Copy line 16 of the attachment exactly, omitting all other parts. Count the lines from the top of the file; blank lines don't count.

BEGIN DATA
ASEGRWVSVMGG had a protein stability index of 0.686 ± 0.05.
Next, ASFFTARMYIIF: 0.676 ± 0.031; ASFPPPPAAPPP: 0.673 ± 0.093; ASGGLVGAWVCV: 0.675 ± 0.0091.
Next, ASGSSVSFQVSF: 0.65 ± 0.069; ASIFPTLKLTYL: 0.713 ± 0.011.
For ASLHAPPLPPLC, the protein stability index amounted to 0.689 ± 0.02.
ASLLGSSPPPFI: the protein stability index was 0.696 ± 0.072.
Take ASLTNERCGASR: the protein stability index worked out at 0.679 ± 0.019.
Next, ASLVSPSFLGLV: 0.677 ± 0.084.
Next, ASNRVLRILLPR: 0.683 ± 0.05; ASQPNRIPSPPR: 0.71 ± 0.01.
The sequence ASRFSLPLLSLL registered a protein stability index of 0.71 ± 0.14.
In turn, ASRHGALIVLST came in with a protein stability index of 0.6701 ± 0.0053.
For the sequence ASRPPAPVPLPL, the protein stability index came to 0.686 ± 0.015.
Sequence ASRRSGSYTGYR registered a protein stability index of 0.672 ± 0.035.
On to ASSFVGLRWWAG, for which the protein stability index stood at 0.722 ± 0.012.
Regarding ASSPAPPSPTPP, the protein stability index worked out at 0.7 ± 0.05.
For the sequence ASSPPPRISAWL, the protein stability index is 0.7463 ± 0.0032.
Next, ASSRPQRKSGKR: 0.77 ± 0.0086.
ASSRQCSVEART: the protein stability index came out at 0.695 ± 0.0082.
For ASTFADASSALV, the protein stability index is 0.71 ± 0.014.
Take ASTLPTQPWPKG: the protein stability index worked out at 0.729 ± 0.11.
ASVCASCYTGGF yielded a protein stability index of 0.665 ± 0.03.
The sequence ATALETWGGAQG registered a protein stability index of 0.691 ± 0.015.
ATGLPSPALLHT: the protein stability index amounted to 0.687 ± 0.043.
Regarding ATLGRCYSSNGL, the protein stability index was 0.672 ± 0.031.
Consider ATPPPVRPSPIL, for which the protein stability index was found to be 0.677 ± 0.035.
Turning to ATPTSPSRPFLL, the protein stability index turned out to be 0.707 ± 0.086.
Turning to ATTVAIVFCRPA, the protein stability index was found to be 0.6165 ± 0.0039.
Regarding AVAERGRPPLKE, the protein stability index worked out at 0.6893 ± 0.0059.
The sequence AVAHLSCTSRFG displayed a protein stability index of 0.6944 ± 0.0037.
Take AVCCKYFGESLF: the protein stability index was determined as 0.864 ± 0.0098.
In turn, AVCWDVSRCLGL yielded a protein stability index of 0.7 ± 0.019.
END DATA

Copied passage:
Next, ASSRPQRKSGKR: 0.77 ± 0.0086.